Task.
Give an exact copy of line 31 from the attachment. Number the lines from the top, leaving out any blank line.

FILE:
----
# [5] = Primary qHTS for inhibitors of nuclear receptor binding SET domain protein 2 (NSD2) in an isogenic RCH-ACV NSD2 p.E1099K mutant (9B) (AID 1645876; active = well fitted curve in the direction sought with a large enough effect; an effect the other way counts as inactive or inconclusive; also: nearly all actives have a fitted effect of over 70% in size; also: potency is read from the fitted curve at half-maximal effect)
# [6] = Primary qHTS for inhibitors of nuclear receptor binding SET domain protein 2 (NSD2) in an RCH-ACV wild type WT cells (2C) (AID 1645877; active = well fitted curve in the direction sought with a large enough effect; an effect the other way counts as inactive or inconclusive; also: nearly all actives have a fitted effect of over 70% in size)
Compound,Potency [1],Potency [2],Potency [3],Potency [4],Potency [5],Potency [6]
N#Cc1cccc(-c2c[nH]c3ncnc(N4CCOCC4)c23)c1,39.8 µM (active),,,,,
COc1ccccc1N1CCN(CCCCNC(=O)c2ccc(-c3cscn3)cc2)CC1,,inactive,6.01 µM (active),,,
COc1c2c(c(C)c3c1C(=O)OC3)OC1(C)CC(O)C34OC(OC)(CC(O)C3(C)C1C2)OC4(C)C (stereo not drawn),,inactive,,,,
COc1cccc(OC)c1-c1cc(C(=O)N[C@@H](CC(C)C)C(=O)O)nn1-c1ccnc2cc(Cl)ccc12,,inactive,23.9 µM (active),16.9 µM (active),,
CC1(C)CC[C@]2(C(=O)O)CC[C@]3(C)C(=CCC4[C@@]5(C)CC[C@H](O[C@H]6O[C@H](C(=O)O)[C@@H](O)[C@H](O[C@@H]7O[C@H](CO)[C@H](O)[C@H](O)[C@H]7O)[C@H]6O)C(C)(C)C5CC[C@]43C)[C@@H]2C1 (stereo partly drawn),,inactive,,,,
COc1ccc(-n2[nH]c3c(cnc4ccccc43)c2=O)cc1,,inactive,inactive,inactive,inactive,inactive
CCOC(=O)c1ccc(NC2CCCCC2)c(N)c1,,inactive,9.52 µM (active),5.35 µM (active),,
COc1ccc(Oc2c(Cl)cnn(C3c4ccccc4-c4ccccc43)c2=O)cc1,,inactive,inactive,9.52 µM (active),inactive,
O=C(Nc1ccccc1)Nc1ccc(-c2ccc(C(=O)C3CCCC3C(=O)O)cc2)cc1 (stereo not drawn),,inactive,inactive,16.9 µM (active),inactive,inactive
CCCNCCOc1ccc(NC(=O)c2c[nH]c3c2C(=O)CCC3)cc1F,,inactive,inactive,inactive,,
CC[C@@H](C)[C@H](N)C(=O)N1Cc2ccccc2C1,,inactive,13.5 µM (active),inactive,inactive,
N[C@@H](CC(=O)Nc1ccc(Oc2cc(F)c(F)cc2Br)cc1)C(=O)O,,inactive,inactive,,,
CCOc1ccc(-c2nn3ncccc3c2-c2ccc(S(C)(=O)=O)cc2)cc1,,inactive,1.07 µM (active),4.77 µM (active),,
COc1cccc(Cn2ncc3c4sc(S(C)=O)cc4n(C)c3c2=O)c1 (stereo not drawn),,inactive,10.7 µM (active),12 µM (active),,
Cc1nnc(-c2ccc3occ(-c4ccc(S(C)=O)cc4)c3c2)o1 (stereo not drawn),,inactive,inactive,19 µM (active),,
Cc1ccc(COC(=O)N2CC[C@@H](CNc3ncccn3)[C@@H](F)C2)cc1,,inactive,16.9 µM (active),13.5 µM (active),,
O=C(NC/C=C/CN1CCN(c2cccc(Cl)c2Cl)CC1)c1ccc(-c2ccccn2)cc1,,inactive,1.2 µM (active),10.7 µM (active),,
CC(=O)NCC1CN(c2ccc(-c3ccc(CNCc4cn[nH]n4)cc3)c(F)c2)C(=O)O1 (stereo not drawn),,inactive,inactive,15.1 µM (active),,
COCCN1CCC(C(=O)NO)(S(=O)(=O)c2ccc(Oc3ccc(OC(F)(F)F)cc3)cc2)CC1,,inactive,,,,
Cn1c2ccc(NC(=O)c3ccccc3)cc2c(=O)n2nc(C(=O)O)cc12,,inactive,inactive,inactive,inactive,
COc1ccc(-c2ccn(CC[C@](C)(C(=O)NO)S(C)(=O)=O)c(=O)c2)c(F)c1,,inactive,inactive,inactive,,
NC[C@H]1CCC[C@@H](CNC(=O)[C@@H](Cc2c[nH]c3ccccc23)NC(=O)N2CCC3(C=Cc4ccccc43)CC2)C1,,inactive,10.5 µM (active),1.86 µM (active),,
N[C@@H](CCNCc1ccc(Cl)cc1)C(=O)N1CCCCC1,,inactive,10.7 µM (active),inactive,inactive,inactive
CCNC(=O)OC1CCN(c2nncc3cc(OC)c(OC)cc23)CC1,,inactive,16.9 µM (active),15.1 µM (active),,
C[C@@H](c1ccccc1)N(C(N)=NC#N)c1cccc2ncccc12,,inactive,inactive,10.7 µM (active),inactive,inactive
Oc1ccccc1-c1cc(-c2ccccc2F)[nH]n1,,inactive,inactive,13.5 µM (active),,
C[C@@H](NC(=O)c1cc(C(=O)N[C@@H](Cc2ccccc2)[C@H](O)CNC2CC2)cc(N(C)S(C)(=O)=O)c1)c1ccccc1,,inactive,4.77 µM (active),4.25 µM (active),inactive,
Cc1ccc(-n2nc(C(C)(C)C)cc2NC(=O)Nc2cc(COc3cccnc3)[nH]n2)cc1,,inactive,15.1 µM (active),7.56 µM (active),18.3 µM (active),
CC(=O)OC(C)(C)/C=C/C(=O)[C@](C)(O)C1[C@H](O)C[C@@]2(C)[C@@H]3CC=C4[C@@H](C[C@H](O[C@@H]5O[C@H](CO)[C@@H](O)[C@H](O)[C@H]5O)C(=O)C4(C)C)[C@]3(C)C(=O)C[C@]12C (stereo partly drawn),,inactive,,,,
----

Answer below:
Cc1ccc(-n2nc(C(C)(C)C)cc2NC(=O)Nc2cc(COc3cccnc3)[nH]n2)cc1,,inactive,15.1 µM (active),7.56 µM (active),18.3 µM (active),